Doc filmmaker Gastón Solnicki comes from a boisterous Jewish family that arrived in Argentina soon after the end of WWII.
Grandparents-Janek & Pola-were both Holocaust survivors & father Victor (born in Poland) was an infant when he arrived in Argentina.
Gastón, a member of Argentine Generation #3 begins filming when his own son Mateo is born, then starts to accumulate more footage.
But for us, alas, everything was slapdash.
Click HERE for our FF2 Haiku.(JLH: 2.5/5)
Top Photo: Mateo Solnicki (heir apparent)
Bottom Photo: The extended Solnicki Family
Photo Credits: Gastón Solnicki
The title “Papirosen” is a reference to a very famous Yiddish Holocaust song, a song Victor remembers from his own childhood. Click HERE for the full lyrics.
Click HERE to listen to Cantor Yaakov Lemmer of Manhattan’s Square Synagogue sing “Papirosen” in Yiddish.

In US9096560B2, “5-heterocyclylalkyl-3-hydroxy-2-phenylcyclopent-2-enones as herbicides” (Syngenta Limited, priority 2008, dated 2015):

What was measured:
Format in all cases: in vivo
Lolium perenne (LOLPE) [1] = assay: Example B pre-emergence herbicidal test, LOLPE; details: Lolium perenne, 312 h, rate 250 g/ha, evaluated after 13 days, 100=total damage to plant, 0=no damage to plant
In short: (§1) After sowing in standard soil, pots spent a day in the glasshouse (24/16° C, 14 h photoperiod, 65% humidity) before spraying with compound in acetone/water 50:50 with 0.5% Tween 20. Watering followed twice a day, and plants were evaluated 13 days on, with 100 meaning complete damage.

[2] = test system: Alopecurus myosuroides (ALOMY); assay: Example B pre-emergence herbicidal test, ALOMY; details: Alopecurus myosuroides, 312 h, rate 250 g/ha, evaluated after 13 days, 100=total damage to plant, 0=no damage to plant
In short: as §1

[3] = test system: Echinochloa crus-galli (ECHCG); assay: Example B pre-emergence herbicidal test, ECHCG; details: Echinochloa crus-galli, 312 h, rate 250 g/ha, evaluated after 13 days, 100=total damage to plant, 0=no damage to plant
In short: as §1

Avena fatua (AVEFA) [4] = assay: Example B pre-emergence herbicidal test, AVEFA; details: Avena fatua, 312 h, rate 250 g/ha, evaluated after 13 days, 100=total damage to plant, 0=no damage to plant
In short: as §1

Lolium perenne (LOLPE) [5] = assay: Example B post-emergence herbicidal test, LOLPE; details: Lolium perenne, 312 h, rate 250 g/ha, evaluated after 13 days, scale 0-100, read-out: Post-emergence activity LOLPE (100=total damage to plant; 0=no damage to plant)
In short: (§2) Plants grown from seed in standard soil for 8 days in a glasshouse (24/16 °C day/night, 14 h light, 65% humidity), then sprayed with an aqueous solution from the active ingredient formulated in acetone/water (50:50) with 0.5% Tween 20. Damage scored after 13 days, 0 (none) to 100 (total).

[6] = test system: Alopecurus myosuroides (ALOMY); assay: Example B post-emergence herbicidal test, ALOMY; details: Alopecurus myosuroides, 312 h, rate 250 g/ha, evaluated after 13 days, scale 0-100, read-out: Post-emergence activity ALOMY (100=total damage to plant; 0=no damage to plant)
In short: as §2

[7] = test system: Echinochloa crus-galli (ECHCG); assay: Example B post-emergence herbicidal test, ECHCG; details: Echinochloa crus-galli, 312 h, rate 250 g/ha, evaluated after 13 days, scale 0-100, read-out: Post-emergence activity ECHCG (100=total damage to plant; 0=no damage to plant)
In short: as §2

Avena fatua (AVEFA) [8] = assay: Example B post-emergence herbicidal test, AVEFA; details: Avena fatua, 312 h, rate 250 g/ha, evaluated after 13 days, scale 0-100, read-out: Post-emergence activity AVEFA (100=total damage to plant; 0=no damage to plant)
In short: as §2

The above isn’t my family. And the film took 12 years to be made, it wasn’t rushed.
inform your self before providing false information.
My apologies, Gaston, but I watched “Papirosen” in good faith, and obviously couldn’t make any sense of what was on screen. And given the number of films I see every year on similar subjects, I have many films with which to compare it.
I don’t doubt you when you say you took your time and didn’t rush, but when I used the word “slapdash,” I used it with its Urban Dictionary meaning = “held together with duct-tape, bubble-gum or baling wire.” Since I was unable to find the narrative thread, I must say with regret that I can’t recommend it.